Thursday, June 7, 2012

Moonrise Kingdom

Wes Anderson's Moonrise Kingdom includes all that is wonderful in the director's other movies, and, in spite of the familiarity of his visual and narrative tropes, it is altogether special.

Wes Anderson is a truly unique American talent, and his bringing together of sweetly alienated flawed characters is always engaging. Sometimes there is too much woodenness and visual flair, overwhelming or blunting the emotional dimensions of the movies, but Moonrise Kingdom conveyed a deep, constant current of pathos. The characters all had stoic good cheer or at least reasonableness, covering up type of internal or existential suffering, and Anderson treated each of them with respect, sympathy, and dignity.

Moonrise Kingdom is about two 12 year old runaway lovers on an island. Precocious and alienated kids. Their being missing mobilizes the adults (and other children) around them, as several search parties cover the island to find them. The adults are no more or less together than the children, and the mixture of lost, inept, but fundamentally decent characters was wonderfully moving.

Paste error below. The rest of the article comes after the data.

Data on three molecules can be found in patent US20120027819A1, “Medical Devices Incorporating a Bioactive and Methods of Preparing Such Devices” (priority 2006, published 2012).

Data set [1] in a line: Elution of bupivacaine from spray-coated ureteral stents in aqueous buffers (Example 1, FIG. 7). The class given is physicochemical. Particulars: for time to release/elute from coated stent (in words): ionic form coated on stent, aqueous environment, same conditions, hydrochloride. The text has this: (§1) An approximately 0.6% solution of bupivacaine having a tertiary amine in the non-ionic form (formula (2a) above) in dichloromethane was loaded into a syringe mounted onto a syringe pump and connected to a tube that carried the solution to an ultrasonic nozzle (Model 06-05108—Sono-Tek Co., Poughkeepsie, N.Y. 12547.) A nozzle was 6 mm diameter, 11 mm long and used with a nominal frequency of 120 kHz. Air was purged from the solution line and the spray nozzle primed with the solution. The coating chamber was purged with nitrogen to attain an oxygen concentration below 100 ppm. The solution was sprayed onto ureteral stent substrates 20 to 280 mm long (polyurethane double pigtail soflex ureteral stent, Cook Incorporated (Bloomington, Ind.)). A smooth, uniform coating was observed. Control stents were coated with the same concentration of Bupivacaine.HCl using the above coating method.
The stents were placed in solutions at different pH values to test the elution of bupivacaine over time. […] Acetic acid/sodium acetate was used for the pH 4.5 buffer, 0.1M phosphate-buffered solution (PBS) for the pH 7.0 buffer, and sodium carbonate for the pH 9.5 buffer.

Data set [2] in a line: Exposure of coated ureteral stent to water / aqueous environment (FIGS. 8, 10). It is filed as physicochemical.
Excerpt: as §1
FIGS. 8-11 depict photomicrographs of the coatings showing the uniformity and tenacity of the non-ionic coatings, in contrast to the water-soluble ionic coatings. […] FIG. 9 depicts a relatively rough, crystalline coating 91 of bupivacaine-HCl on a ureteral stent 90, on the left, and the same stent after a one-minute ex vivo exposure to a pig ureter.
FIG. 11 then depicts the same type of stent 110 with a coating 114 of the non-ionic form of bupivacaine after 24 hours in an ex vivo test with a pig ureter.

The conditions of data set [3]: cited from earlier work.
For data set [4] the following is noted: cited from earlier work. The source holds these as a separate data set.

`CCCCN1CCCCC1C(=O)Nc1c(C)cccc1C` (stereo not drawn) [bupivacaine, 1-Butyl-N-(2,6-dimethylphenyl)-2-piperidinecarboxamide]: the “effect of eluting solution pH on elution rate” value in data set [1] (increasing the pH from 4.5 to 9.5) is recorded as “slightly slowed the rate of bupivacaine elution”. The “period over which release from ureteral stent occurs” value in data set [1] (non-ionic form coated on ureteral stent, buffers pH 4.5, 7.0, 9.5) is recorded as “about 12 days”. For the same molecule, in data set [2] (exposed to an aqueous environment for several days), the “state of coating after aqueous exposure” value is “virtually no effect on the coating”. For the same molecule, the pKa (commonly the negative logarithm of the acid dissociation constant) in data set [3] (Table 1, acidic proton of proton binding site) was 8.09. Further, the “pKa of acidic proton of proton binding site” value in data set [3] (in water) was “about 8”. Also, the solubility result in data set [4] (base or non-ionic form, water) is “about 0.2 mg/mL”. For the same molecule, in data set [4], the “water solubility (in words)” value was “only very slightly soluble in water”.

1 comment:

Anonymous said...

Agreed--like most Wes Anderson, quirky with an occasional sense of dread. If David Mamet was loony, he would be Wes Anderson.